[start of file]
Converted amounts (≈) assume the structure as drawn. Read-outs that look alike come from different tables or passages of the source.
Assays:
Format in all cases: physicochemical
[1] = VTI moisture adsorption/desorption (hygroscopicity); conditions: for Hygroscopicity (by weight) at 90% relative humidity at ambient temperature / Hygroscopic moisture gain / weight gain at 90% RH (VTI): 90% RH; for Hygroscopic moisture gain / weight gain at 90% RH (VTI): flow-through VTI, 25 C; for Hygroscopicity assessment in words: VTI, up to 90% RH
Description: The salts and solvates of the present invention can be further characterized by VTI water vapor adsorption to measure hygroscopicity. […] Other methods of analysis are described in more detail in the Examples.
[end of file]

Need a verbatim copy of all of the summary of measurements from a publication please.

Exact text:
Converted amounts (≈) assume the structure as drawn. Read-outs that look alike come from different tables or passages of the source.
Assays:
Format in all cases: physicochemical
[1] = VTI moisture adsorption/desorption (hygroscopicity); conditions: for Hygroscopicity (by weight) at 90% relative humidity at ambient temperature / Hygroscopic moisture gain / weight gain at 90% RH (VTI): 90% RH; for Hygroscopic moisture gain / weight gain at 90% RH (VTI): flow-through VTI, 25 C; for Hygroscopicity assessment in words: VTI, up to 90% RH
Description: The salts and solvates of the present invention can be further characterized by VTI water vapor adsorption to measure hygroscopicity. […] Other methods of analysis are described in more detail in the Examples.